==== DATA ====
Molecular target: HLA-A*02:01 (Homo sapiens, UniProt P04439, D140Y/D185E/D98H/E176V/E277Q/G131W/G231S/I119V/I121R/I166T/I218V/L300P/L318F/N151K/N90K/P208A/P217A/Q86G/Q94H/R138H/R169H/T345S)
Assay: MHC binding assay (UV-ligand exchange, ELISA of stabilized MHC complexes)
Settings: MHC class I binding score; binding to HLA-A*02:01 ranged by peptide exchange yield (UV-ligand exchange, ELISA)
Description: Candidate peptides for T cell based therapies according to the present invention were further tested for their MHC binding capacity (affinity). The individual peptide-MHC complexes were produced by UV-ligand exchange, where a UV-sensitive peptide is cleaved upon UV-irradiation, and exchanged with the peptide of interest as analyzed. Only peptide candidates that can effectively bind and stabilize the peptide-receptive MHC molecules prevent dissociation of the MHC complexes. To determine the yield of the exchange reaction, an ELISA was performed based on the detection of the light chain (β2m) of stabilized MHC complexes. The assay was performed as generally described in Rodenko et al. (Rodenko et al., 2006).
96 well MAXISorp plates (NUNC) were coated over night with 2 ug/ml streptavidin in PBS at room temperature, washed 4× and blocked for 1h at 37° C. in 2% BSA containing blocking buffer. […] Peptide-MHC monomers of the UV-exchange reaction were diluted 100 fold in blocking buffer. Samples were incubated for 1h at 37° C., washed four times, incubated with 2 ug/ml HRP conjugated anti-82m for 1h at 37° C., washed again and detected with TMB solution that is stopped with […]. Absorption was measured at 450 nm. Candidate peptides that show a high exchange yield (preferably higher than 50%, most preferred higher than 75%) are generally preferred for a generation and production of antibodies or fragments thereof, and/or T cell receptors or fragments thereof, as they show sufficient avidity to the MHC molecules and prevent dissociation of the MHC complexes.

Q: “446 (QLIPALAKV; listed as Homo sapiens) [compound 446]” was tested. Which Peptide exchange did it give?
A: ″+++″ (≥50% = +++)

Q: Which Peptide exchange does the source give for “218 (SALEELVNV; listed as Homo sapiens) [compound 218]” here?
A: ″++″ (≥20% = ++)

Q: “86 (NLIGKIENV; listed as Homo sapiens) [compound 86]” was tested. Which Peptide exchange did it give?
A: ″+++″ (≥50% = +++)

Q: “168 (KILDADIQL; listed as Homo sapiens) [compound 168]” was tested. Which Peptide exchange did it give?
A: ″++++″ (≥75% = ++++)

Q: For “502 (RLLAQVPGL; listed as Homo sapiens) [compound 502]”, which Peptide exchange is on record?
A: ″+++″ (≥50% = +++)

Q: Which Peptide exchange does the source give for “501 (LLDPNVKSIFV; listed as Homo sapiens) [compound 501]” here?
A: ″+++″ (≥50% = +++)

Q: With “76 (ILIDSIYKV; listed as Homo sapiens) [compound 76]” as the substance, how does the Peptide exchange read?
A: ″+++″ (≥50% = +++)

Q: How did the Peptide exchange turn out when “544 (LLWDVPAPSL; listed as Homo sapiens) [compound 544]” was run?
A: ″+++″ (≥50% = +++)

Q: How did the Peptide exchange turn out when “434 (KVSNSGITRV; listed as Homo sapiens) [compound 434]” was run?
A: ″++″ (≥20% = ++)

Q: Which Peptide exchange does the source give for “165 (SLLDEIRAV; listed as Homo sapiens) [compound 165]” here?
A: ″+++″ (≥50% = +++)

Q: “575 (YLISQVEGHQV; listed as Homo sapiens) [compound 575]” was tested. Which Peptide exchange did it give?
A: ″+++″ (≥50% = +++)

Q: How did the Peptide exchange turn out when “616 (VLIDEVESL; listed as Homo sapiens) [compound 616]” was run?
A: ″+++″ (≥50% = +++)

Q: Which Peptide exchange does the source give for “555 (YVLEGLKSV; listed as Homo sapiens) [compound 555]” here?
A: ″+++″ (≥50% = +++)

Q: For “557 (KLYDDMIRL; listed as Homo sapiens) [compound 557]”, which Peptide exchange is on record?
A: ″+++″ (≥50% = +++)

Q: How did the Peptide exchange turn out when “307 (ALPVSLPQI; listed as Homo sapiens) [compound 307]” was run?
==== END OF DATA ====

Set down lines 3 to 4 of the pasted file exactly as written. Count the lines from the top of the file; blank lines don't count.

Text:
Settings: MHC class I binding score; binding to HLA-A*02:01 ranged by peptide exchange yield (UV-ligand exchange, ELISA)
Description: Candidate peptides for T cell based therapies according to the present invention were further tested for their MHC binding capacity (affinity). The individual peptide-MHC complexes were produced by UV-ligand exchange, where a UV-sensitive peptide is cleaved upon UV-irradiation, and exchanged with the peptide of interest as analyzed. Only peptide candidates that can effectively bind and stabilize the peptide-receptive MHC molecules prevent dissociation of the MHC complexes. To determine the yield of the exchange reaction, an ELISA was performed based on the detection of the light chain (β2m) of stabilized MHC complexes. The assay was performed as generally described in Rodenko et al. (Rodenko et al., 2006).